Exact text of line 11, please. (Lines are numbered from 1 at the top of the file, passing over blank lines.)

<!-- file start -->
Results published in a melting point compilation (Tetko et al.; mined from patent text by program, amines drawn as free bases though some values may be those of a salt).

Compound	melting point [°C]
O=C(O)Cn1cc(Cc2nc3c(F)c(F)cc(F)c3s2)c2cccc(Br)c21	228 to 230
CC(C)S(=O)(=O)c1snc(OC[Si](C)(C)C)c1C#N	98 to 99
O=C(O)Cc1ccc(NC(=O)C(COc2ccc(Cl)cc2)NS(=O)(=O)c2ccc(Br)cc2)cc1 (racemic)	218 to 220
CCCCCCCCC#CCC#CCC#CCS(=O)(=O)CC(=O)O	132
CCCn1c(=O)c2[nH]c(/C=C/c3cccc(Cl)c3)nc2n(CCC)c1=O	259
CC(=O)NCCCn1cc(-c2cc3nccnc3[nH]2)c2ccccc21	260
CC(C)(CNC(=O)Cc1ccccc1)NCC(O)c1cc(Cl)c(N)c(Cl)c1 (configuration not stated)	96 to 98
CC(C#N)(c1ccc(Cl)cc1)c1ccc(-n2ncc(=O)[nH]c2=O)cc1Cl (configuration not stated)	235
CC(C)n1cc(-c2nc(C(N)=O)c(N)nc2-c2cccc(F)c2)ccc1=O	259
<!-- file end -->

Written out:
CC(C)n1cc(-c2nc(C(N)=O)c(N)nc2-c2cccc(F)c2)ccc1=O	259